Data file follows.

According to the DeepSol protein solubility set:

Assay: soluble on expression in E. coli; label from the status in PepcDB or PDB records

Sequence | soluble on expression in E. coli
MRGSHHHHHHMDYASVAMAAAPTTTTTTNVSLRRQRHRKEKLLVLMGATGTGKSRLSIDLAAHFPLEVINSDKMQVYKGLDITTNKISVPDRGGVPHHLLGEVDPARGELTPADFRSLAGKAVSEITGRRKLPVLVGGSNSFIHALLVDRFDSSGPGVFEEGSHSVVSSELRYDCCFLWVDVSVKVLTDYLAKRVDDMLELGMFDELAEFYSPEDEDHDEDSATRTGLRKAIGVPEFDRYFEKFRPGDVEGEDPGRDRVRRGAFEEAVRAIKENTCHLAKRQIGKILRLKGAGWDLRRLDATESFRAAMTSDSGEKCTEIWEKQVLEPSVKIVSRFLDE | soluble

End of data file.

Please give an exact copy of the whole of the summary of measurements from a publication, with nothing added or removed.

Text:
According to the DeepSol protein solubility set:

Assay: soluble on expression in E. coli; label from the status in PepcDB or PDB records

Sequence | soluble on expression in E. coli
MRGSHHHHHHMDYASVAMAAAPTTTTTTNVSLRRQRHRKEKLLVLMGATGTGKSRLSIDLAAHFPLEVINSDKMQVYKGLDITTNKISVPDRGGVPHHLLGEVDPARGELTPADFRSLAGKAVSEITGRRKLPVLVGGSNSFIHALLVDRFDSSGPGVFEEGSHSVVSSELRYDCCFLWVDVSVKVLTDYLAKRVDDMLELGMFDELAEFYSPEDEDHDEDSATRTGLRKAIGVPEFDRYFEKFRPGDVEGEDPGRDRVRRGAFEEAVRAIKENTCHLAKRQIGKILRLKGAGWDLRRLDATESFRAAMTSDSGEKCTEIWEKQVLEPSVKIVSRFLDE | soluble